How does software development work?
A smooth process for the development of software can save you a lot of headaches. There are many roads that lead to Rome, but at SevenLab we work with the Scrum process. Why and what this means exactly, we will explain in this article.
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Before the Scrum process begins, it is important that the customer and the software developer get to know each other better. During the Discovery Workshop, the goals, vision and process are translated into a software scope. In the process, the various functionalities are prioritised and aligned with the available budget. This workshop usually lasts two half-days.
Once the Discovery Workshop has clarified the idea, the Scrum process for software development begins. Scrum is an effective and flexible way of working, allowing projects to be delivered in a productive manner. Within the Scrum team there are different roles, more on that later. First, we explain the development method using the Scrum methodology.
The Scrum process consists of several Sprints. A Sprint usually lasts between two and four weeks. A Sprint starts with a planning and ends with a review and a retrospective. Here, the Sprint is evaluated and any necessary adjustments are made for the next Sprint. This process repeats itself a number of times, depending on the size of the project. Because the project is presented to the stakeholders after each Sprint, you can receive immediate feedback. This constant adjustment ensures the highest possible result.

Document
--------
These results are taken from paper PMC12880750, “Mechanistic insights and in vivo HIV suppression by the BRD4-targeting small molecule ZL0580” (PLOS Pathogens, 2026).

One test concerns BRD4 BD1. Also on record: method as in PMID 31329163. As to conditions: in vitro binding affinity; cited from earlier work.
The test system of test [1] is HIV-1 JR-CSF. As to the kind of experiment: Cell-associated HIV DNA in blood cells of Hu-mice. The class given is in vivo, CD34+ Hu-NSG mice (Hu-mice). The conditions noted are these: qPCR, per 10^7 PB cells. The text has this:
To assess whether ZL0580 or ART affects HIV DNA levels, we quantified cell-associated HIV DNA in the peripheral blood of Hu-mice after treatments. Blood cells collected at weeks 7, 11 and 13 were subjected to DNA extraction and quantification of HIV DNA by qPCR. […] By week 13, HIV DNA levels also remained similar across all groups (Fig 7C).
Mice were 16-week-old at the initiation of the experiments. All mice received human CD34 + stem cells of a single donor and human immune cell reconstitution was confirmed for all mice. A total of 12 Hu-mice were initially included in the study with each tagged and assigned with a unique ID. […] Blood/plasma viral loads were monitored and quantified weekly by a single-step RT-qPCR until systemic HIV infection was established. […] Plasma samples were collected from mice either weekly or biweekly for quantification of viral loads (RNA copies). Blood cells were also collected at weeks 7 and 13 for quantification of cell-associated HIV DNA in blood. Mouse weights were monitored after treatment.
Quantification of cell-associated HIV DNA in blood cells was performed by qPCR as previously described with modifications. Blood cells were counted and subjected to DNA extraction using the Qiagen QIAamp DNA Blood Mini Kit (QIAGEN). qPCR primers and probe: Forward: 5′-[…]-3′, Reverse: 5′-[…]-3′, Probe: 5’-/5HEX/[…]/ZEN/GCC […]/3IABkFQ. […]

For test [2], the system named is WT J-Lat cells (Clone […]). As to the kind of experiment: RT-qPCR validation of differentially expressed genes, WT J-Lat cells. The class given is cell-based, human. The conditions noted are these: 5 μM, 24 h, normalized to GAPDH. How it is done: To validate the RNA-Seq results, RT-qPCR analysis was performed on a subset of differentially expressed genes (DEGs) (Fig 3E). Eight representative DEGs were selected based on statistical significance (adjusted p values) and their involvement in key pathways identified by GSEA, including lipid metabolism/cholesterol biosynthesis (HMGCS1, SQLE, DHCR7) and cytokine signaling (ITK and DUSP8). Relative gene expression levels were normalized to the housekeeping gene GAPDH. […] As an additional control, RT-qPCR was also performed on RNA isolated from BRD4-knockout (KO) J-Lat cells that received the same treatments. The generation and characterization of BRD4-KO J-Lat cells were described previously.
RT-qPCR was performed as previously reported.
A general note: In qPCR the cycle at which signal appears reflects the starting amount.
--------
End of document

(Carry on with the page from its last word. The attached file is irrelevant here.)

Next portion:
What roles are there?
The Scrum Master takes an important role during the software development process, supporting the process and being there for the team. He or she can talk to both the development team and the Product Owner. The Scrum Master is more independent in the process than, for example, the IT Accelerator. The IT Accelerator supports the Product Owner in working out functionalities and making choices during the development of the software. The Product Owner represents the interests of the customer. He or she is thus the client or the customer himself. The Product Owner determines the order in which things are done and thus manages the so-called backlog. The team also consists of developers. These are responsible for translating the wishes of the customer into an application. This can be both graphical and functional. Think, for example, of a button that, when clicked, links to the right page.
If this process runs smoothly, a working part of the software can be online within a week. This can convince all stakeholders of the importance of software development.
After delivering the software, we enter into the Kaizen Agreement at SevenLab. In this way, we guarantee the continuous improvement of the software and the organisation. Regular contact is maintained between the developers and the Product Owner.
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